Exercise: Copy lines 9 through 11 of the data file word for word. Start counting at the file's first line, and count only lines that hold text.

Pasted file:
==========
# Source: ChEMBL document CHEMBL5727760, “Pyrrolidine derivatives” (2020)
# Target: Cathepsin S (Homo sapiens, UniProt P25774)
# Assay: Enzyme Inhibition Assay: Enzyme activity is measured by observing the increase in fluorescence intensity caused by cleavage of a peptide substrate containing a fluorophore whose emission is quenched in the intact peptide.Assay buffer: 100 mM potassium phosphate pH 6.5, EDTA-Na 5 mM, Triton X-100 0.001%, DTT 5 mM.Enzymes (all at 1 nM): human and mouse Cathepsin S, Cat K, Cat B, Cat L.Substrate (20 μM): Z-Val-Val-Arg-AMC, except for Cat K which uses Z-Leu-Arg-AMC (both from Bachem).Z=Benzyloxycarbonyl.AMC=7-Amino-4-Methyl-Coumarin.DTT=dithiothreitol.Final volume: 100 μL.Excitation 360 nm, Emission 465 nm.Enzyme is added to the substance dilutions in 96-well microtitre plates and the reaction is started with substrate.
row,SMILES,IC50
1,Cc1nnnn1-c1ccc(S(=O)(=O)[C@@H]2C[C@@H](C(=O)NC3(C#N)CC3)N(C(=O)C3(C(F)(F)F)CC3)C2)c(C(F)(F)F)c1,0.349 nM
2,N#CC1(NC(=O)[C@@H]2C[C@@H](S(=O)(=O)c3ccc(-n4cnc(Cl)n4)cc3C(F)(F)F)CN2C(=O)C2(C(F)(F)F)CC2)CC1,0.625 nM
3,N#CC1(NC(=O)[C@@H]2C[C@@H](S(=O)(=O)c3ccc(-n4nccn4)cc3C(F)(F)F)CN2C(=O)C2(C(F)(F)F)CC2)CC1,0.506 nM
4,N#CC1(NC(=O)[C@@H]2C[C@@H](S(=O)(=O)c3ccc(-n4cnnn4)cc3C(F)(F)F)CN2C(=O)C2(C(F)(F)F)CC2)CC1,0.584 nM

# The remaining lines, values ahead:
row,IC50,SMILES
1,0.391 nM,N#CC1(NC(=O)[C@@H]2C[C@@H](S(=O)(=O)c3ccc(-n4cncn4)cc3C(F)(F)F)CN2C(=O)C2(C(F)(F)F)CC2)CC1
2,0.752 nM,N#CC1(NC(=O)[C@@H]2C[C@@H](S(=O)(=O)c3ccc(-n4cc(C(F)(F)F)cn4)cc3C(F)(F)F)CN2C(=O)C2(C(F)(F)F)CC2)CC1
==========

# The remaining lines, values ahead:
row,IC50,SMILES
1,0.391 nM,N#CC1(NC(=O)[C@@H]2C[C@@H](S(=O)(=O)c3ccc(-n4cncn4)cc3C(F)(F)F)CN2C(=O)C2(C(F)(F)F)CC2)CC1